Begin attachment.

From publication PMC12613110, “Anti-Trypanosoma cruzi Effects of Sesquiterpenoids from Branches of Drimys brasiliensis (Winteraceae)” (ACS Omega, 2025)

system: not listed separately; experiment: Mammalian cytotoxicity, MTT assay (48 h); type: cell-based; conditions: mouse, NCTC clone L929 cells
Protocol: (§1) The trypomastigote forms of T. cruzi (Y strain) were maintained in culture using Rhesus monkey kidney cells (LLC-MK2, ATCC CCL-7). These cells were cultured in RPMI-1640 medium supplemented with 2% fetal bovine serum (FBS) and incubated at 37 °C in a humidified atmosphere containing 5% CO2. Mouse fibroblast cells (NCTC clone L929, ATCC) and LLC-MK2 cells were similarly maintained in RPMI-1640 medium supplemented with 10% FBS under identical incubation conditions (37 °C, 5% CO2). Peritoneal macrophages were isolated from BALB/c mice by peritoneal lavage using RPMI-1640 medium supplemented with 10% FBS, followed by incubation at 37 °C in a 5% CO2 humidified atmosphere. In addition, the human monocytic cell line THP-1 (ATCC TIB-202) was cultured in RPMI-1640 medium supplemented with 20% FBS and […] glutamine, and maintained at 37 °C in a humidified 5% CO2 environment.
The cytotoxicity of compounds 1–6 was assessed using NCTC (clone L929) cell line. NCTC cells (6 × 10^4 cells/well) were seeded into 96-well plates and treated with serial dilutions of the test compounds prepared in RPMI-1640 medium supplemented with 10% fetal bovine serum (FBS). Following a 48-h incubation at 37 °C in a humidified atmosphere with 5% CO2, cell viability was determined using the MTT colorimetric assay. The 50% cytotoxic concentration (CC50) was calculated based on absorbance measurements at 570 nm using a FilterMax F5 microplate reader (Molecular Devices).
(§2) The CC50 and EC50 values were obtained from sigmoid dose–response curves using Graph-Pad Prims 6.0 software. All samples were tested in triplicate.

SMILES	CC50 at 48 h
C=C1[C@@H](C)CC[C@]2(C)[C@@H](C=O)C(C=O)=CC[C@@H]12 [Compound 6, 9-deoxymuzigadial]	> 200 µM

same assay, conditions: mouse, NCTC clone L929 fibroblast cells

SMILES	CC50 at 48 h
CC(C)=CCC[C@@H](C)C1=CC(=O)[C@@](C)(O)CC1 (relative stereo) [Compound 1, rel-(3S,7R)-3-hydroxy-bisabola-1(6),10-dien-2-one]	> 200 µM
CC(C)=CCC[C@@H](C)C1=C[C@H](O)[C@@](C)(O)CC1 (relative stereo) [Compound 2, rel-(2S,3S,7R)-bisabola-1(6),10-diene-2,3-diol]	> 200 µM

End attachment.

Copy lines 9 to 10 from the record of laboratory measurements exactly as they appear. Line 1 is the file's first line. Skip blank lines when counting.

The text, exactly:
SMILES	CC50 at 48 h
CC(C)=CCC[C@@H](C)C1=CC(=O)[C@@](C)(O)CC1 (relative stereo) [Compound 1, rel-(3S,7R)-3-hydroxy-bisabola-1(6),10-dien-2-one]	> 200 µM